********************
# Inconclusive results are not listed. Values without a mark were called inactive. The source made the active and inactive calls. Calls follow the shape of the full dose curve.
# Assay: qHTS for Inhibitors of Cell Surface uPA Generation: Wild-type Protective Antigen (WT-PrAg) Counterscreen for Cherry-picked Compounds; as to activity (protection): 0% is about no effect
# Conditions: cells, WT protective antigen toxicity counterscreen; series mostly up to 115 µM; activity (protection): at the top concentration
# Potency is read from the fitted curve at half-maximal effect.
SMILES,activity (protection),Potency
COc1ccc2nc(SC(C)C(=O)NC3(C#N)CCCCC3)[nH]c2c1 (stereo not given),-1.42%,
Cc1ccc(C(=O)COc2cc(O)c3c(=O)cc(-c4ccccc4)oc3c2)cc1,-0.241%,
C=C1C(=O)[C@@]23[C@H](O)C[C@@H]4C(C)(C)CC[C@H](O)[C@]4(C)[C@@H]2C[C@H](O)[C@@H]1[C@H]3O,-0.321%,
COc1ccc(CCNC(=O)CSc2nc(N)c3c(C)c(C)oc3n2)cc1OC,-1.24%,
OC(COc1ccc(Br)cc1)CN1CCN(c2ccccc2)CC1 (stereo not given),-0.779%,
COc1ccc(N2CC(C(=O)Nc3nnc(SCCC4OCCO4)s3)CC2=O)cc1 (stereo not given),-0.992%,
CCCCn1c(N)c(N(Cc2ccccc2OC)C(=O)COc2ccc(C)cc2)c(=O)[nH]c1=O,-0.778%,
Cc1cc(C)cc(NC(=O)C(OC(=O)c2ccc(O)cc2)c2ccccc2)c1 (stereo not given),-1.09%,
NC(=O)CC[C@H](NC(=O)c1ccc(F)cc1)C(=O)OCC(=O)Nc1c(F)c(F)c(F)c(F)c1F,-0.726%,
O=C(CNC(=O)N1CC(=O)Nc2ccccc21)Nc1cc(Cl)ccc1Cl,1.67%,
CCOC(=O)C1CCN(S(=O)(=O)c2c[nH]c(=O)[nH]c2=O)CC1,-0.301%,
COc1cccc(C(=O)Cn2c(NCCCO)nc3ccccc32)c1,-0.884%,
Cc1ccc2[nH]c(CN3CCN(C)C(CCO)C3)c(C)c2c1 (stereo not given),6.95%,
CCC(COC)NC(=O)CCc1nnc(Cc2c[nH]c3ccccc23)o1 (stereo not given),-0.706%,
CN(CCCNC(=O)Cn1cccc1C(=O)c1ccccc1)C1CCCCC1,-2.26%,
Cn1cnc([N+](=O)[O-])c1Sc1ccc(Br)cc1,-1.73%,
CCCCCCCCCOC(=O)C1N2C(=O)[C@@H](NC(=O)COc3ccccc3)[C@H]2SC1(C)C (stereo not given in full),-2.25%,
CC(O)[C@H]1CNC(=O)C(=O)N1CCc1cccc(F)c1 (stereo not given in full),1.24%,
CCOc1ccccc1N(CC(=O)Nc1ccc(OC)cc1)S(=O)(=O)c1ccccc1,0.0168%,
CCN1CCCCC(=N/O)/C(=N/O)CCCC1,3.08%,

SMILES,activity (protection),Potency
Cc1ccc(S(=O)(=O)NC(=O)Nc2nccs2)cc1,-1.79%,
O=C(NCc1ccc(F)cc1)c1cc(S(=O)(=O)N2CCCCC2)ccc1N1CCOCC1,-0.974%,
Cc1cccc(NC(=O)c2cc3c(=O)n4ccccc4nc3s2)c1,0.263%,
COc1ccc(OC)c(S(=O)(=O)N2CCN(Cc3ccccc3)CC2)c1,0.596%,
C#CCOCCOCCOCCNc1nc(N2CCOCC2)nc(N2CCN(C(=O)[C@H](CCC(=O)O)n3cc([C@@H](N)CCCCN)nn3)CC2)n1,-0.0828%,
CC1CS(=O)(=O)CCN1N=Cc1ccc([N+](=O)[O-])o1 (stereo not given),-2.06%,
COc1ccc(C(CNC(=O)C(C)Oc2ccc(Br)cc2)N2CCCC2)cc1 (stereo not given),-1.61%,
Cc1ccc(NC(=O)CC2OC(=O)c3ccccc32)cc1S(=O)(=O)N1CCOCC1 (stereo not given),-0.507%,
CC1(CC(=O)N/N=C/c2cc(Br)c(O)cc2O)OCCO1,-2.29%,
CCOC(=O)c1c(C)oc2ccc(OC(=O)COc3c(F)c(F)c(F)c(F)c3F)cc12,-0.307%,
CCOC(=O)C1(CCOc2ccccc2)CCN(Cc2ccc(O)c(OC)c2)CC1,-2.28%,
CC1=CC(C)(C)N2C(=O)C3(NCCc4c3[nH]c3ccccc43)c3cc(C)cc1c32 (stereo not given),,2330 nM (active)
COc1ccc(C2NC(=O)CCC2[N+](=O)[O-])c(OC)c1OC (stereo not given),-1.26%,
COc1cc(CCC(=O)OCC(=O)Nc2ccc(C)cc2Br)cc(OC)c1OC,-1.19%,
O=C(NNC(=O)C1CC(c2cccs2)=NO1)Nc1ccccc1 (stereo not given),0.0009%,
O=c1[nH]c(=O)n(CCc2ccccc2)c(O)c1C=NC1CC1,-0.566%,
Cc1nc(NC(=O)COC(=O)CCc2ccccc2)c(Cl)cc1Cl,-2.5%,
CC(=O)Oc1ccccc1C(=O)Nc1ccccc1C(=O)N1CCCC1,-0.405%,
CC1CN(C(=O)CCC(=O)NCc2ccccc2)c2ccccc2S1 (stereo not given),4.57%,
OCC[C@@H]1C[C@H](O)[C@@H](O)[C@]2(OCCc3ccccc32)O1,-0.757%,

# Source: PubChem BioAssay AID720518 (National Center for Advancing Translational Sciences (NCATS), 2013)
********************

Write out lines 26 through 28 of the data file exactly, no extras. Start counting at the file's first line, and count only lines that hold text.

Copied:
SMILES,activity (protection),Potency
Cc1ccc(S(=O)(=O)NC(=O)Nc2nccs2)cc1,-1.79%,
O=C(NCc1ccc(F)cc1)c1cc(S(=O)(=O)N2CCCCC2)ccc1N1CCOCC1,-0.974%,